Keeping up (dis)appearances in El Salvador

by | Aug 30, 2022 | World

In her brief book Salvador, penned during the bloody Salvadoran civil war of 1979-92, Joan Didion reflects on the Spanish word “desaparecer,” meaning “to disappear”. She notes that its “flexibility” in Spanish as both a transitive and intransitive verb had “been adopted by those speaking English in El Salvador, as in John Sullivan was disappeared from the Sheraton; the government disappeared the students”.Indeed, there was plenty of disappearing going on in the country — whether transitively or intransitively. The International Commission on Missing Persons, based in The Hague, estimates that about 9,000 people disappeared in El Salvador during the war. This is on top of the more than 75,000 people killed, with the majority of atrocities committed by the United States-backed right-wing military and associated death squads.
By coincidence, in 1992 — the year of the conflict’s ostensible end — the United Nations adopted a Declaration on the Protection of all Persons from Enforced Disappearance. In 2010, the UN declared August 30 as the International Day of the Victims of Enforced Disappearances.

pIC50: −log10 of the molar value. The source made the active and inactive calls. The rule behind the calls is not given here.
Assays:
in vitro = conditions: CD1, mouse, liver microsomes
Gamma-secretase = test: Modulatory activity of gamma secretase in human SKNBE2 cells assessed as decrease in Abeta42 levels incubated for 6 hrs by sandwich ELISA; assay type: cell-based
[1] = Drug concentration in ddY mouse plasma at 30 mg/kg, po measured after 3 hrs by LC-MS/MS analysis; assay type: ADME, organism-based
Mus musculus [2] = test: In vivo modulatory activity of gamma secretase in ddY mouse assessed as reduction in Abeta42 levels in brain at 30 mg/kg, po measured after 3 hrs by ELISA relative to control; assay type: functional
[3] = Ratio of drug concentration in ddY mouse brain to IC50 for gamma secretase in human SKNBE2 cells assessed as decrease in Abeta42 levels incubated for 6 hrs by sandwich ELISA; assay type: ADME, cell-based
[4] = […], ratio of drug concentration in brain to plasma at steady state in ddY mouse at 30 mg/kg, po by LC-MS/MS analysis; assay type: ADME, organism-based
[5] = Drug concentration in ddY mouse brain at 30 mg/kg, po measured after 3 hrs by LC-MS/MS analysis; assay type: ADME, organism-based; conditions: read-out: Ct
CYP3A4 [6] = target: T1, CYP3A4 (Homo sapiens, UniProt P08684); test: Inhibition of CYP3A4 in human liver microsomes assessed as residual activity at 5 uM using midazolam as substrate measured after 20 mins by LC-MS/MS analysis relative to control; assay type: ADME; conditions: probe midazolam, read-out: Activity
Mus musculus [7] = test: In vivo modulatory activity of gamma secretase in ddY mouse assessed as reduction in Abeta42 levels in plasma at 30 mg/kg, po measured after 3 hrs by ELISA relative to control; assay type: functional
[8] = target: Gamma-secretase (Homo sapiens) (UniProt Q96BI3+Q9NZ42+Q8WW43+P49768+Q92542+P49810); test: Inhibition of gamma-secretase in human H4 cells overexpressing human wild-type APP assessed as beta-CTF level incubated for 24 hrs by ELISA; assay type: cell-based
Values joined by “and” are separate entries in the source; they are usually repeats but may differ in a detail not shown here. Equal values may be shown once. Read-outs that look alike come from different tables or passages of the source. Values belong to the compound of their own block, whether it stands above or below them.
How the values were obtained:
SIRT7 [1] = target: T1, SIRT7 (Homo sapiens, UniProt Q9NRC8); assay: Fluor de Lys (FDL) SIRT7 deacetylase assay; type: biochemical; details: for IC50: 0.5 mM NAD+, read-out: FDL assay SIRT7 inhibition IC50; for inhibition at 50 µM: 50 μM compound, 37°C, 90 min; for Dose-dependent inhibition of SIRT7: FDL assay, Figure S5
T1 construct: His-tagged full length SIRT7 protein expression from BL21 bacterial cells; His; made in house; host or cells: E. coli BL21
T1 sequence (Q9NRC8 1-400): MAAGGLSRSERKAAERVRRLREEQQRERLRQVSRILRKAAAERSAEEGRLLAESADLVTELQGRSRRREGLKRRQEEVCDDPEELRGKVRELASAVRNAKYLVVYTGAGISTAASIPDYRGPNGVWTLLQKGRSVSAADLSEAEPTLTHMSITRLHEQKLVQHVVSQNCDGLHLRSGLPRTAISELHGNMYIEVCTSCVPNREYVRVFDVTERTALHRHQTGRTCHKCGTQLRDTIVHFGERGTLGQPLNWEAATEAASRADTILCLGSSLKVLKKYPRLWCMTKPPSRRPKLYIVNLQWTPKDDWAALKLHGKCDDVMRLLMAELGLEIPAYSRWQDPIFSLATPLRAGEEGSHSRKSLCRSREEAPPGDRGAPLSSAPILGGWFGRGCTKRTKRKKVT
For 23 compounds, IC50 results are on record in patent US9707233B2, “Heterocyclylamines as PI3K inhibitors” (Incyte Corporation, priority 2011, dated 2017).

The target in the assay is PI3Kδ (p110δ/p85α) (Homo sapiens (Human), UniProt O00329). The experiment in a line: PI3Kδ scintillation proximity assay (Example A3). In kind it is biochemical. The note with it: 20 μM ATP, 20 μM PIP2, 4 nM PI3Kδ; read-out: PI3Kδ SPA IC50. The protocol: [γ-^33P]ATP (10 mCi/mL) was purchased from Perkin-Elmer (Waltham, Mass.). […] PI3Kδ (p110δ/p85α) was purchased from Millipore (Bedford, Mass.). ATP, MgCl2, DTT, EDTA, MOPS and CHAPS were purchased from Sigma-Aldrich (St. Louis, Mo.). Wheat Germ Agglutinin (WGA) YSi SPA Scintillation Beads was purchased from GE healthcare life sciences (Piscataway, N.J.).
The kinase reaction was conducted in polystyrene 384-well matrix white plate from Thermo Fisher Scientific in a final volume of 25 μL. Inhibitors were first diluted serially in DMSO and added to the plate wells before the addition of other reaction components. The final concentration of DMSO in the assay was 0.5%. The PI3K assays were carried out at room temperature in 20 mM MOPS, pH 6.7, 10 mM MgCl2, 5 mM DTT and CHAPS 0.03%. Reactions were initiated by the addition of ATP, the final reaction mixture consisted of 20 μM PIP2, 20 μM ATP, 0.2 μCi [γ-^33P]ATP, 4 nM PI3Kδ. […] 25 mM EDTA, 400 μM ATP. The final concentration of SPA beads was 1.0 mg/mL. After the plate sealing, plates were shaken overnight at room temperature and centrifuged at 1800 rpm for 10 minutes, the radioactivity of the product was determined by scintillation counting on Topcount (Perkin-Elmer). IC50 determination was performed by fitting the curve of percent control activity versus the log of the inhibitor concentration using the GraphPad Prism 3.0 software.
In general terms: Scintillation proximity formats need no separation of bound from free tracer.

But declarations and international days do not make missing people reappear.
Now, a full 30 years after “peace” was reached in El Salvador, the disappeared of the civil war have yet to be accounted for. It was not until 2017 that the Salvadoran government formed a commission to search for the missing, an effort that has yielded predictably anticlimactic results. Remains are exhumed here and there, but it’s not the sort of rig …

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